Many of us are having the same conversations. Our country appears to be in a mess and we are being torn apart on many fronts. How do we get back to normal? These questions recall Benjamin Franklin’s admonition when asked what form of government Americans had framed. “A republic,” he replied, “if you can keep it.”

We want to keep it. The question is how.

Our country was founded on a common set of principles that require us to overcome fear, ideology and division to reach rational decisions based on facts.

This is referred to, broadly, as the Rule of Law. Dating back to early philosophers and the Magna Carta, the Rule of Law stands for due process, free speech and assembly and equal justice. It is a commitment that no one is above the law, and everyone is entitled to the same protections under the law.

The core concept of due process — that everyone is entitled to a fair hearing and equal treatment — is deeply embedded in the Rule of Law. These principles protect all of us, and our democracy.

But when societies are in the grip of division or fear, it is easy to sacrifice such principles for short-term gains. History is replete with examples of societies that discarded fairness and due process to achieve specific results. Typically, the vulnerable suffer most when the Rule of Law is set aside.

As we stare into the current abyss of the partisan divide and deep-seated distrust, we should call on our basic democratic principles to lead us out. By reinforcing the ideals presented by the Rule of Law, we can reclaim our shared values and take a stand for decency.

So how does that apply in daily life?

Today, it is very easy to retreat to our preconceived notions and ideological bubbles when controversy arises. Think about how this works.

We learn about an accusation, often over the internet. Within minutes, we are bombarded with analysis about which “side” benefits, and who believes the accusation to be true. Talking heads begin to dissect the issue and quickly advance theories about how it can affect the political left or right.

All before we actually know anything.

The Rule of Law challenges us to push back on this kind of rush to judgment. Indeed, the principle of due process mandates that we treat everyone involved fairly — from the accuser to the accused to all others involved — in determining what occurred. The Rule of Law requires that we set aside our social and political beliefs and engage in critical analysis of the facts.

A fair process that slows down our judgment as we engage in critical thinking protects us all.

But you have to work at this. Due process is easy when you can relate to the accused. The challenge comes when allegations are made against someone with whom you disagree. It is then that we are most compelled to demand fairness and process.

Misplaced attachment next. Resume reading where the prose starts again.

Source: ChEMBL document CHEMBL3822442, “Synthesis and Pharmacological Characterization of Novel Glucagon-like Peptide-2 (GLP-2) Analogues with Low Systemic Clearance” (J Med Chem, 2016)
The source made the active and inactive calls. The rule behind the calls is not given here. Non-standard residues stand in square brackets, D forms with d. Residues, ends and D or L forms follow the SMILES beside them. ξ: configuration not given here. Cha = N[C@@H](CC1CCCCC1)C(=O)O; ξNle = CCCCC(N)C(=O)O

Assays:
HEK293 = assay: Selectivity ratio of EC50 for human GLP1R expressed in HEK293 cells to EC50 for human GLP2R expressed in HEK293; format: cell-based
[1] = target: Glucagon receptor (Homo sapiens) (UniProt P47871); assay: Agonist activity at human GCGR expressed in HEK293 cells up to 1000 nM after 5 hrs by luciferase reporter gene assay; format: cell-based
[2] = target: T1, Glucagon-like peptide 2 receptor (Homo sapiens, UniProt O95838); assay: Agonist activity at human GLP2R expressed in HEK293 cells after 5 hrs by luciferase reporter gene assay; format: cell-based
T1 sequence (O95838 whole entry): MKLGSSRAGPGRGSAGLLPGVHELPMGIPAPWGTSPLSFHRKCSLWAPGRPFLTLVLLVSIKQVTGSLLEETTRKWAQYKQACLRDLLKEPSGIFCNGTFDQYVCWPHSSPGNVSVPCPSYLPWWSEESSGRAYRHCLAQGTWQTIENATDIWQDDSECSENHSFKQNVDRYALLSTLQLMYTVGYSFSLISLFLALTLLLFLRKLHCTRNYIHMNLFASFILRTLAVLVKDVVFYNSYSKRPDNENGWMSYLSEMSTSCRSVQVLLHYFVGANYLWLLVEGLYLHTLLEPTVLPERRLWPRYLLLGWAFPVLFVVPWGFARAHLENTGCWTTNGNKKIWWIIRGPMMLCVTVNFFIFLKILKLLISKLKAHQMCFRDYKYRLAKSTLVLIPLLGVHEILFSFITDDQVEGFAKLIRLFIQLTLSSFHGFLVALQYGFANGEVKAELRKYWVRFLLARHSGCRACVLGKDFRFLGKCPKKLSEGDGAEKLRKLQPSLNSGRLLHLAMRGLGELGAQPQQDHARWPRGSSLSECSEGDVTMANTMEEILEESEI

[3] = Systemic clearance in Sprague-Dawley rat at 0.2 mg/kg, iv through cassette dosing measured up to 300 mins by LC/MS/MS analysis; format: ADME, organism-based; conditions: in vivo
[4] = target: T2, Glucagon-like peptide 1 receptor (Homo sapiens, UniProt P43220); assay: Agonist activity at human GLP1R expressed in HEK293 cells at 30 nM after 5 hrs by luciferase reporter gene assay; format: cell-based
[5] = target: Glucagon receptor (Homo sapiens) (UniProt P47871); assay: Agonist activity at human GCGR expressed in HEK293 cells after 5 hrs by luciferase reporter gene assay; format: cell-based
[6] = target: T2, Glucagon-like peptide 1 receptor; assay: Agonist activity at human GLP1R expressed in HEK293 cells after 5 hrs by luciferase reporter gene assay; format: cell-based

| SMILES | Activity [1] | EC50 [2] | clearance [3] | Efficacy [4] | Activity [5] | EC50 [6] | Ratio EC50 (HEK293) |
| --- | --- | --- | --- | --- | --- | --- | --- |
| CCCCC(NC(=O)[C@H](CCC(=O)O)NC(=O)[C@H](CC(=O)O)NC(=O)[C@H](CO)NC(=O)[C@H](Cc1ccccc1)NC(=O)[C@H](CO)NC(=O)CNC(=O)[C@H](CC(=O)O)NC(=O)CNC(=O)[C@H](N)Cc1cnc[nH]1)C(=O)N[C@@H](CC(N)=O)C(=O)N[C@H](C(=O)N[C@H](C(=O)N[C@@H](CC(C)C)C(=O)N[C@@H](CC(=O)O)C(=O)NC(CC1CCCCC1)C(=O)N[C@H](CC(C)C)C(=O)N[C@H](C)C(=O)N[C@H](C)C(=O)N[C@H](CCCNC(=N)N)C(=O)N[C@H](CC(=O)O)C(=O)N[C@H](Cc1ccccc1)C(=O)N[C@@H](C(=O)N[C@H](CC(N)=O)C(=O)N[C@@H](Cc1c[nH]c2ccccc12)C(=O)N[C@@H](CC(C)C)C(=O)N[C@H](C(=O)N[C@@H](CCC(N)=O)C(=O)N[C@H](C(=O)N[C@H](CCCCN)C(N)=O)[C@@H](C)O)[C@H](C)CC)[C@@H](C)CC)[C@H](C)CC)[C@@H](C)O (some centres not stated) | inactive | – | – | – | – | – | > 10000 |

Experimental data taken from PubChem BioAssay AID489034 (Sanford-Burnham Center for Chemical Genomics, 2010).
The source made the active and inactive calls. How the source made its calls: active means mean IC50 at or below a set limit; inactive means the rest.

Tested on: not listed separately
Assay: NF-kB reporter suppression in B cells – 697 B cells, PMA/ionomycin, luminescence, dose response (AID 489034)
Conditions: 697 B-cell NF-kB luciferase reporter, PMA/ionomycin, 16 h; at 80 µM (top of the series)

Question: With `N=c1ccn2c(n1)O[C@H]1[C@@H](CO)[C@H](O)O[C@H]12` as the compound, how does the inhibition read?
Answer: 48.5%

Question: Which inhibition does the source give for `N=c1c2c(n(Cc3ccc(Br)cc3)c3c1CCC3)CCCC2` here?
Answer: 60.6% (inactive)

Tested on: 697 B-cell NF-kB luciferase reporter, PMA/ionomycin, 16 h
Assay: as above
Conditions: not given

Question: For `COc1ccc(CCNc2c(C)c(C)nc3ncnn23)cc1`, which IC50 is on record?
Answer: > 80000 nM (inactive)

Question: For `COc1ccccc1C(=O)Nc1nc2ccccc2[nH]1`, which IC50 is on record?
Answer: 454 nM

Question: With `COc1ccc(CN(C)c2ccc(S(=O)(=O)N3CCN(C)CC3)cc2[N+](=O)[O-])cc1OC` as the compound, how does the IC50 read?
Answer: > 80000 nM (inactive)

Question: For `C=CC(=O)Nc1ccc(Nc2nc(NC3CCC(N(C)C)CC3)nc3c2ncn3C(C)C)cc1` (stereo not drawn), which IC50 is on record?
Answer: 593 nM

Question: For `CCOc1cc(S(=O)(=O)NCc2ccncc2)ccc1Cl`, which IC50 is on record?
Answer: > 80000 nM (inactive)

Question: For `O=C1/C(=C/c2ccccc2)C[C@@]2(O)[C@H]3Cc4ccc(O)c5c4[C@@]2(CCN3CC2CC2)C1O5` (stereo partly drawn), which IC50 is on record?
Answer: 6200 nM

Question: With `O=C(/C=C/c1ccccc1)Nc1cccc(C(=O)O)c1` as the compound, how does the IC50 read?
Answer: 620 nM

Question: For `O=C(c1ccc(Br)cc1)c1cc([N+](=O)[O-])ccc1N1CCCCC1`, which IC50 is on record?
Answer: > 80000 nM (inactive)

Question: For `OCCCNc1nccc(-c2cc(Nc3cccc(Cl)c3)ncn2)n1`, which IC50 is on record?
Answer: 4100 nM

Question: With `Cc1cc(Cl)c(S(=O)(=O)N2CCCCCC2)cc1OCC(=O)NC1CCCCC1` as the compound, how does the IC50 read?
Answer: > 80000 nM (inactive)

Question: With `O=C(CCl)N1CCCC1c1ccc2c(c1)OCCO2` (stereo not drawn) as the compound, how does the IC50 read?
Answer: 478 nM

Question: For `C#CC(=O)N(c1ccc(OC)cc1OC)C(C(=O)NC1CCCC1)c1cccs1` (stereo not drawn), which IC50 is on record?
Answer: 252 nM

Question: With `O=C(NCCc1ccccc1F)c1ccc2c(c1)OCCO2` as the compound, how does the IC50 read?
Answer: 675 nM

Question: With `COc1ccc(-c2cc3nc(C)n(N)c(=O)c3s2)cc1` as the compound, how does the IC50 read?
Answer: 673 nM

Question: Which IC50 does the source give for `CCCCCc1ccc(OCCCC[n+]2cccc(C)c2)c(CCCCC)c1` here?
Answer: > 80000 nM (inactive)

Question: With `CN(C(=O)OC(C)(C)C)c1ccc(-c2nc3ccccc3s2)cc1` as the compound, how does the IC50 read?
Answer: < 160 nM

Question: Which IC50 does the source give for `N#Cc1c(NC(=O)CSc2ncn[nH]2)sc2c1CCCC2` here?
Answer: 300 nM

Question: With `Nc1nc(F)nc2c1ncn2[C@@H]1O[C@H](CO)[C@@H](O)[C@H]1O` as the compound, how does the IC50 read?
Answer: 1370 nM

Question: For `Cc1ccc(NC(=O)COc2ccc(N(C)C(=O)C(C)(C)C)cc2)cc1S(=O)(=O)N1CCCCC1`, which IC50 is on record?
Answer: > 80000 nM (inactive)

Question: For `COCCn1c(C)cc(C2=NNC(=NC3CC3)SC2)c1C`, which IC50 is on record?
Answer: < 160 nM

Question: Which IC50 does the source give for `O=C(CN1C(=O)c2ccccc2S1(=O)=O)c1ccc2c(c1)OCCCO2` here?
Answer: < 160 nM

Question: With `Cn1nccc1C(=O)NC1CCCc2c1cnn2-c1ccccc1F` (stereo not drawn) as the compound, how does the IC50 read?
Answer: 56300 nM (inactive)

Each of us can resist the impulse to judge before knowing. And we can demand that our leaders and commentators do the same.

This principle is not conservative, or liberal. It does not serve one side of our political or social divide or the other. It exists to protect us all.

The alternative, quite simply, is mob rule. In 1838, Abraham Lincoln warned against a “mobocratic spirit” that preyed on the most vulnerable. Lincoln’s warning was ignored most prominently during the dark days of McCarthyism, when mere allegations ruined lives and set friend against friend.

More recently, I witnessed firsthand how a rush to judgment leads people to ignore facts to reach a result. As United States attorney, I oversaw investigations into highly controversial matters and interacted with people who had vested interests in the outcomes.

Many were well-intentioned, but they often wanted a result that fit their preconceived notions.

Someone I respected once expressed the concern that an investigation would end with the “wrong result.” I was surprised. There is no “wrong result,” I said, if we uncover the truth. Sadly, this seemed like a foreign concept.

If we do not follow this fundamental tenet, we risk falling deeper into the abyss, judging people by who they are, not by what they actually did.

A group of Minnesotans have begun discussing how to incorporate the Rule of Law in our daily lives and our public discourse. Tentatively called the Minnesota Rule of Law Project, we cover the political spectrum, but share a common desire for fairness and justice in how our country addresses difficult questions. Join us (aluger@jonesday.com).

Each of us can stand up for these principles in our lives. Each of us can demand that all involved in any controversy be treated with fairness and dignity. In this way, each of us can contribute to solving at least some of what ails us at this precarious time.

Some credit Joseph Welch, an attorney for the Army, with breaking the spell of McCarthyism. At a Senate hearing, Welch famously challenged McCarthy by saying: “Have you no sense of decency, sir?”

We could use a Joseph Welch moment now. Let us recommit to the Rule of Law, and demand decency and fairness in our public discourse.

Andrew M. Luger, of Minneapolis, is a partner at the Jones Day law firm and former U.S. attorney for Minnesota.